Abstract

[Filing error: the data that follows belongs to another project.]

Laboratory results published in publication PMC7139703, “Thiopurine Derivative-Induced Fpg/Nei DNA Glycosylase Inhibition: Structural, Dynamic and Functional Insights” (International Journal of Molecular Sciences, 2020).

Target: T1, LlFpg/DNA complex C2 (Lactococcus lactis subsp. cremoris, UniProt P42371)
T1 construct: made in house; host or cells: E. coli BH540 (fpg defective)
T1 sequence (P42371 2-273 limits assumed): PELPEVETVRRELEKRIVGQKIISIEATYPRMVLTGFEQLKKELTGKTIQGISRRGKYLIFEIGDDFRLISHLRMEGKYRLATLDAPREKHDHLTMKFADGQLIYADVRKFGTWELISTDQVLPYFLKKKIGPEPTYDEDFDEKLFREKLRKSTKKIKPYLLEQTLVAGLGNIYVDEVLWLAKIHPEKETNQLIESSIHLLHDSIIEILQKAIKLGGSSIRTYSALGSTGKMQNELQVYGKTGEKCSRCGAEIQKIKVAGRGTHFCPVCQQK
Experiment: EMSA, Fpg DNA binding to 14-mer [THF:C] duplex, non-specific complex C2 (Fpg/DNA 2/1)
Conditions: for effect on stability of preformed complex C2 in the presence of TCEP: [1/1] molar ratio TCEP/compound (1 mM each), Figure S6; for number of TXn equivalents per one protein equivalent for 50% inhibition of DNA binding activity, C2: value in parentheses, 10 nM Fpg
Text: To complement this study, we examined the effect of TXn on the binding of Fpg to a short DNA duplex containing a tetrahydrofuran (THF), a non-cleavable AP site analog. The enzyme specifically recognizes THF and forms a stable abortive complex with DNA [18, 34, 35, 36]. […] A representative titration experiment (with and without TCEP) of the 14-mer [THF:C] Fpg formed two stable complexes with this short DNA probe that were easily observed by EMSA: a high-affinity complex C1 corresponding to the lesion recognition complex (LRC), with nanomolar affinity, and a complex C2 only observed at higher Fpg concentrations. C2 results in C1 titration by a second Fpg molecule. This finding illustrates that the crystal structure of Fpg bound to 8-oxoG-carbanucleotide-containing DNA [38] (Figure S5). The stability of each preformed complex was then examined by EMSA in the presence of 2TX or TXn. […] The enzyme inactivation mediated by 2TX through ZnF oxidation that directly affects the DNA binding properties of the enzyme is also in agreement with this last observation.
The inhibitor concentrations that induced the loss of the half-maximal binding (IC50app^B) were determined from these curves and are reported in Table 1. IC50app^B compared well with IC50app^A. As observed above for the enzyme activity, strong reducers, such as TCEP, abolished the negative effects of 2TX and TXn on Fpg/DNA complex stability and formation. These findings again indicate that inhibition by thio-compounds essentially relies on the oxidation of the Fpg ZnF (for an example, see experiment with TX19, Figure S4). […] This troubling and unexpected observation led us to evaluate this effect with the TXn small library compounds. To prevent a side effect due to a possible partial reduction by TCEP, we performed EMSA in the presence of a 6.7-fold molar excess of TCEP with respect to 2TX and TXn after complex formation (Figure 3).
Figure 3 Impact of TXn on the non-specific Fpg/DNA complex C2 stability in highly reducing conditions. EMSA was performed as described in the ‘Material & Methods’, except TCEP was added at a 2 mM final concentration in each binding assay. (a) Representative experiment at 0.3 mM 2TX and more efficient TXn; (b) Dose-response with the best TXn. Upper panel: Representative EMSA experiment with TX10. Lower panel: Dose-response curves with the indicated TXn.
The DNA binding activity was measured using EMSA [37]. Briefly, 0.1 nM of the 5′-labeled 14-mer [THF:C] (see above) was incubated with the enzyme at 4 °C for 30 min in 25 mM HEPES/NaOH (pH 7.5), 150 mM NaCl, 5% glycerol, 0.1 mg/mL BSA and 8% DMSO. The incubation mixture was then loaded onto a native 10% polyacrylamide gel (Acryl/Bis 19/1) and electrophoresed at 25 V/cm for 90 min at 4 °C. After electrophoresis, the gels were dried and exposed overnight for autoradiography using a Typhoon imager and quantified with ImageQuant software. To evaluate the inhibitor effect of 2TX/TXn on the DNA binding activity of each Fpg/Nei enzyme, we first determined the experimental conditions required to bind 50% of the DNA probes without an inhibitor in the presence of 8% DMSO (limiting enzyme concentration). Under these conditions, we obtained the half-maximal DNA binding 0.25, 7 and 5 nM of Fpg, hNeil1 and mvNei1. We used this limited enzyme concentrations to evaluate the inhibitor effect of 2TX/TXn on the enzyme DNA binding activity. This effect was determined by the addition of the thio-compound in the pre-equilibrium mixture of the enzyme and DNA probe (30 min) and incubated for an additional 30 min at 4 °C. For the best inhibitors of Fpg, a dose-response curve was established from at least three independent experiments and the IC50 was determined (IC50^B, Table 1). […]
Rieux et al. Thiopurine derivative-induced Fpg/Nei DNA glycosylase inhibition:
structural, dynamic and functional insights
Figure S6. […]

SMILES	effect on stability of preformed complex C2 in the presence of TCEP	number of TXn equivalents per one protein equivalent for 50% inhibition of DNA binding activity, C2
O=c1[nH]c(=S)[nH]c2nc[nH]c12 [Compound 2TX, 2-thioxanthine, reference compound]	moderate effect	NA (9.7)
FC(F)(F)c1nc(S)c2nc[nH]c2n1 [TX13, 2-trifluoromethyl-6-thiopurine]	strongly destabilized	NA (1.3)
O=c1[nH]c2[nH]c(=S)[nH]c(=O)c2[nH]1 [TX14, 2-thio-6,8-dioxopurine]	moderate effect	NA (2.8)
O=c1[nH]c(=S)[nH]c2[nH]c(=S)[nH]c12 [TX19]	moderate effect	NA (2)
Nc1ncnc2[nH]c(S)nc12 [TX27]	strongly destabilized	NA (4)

Along the Hurricane fault in southwestern Utah, fanglomerate, pediment, and stream-channel deposits ranging in age from Miocene(?) to Recent have been dated through studies of the composition and size of gravel components and distance from sources of materials. The deposits range in elevation from 6000 feet at the base of the Hurricane Cliffs on the west, or downthrown side of the Hurricane fault, to 9000 feet on the Kolobterrace on the east, or upthrown side of the fault. Much of the difference is the result of displacement on the fault in Pliocene and Pleistocene time. Differences in composition of gravel also establish the existence of an approximate late Tertiary drainage divide between two westward-flowing streams that formerly headed about 8 miles east of the Hurricane fault. The channels of these streams have since been obliterated by uplift, erosion, and basalt flows.

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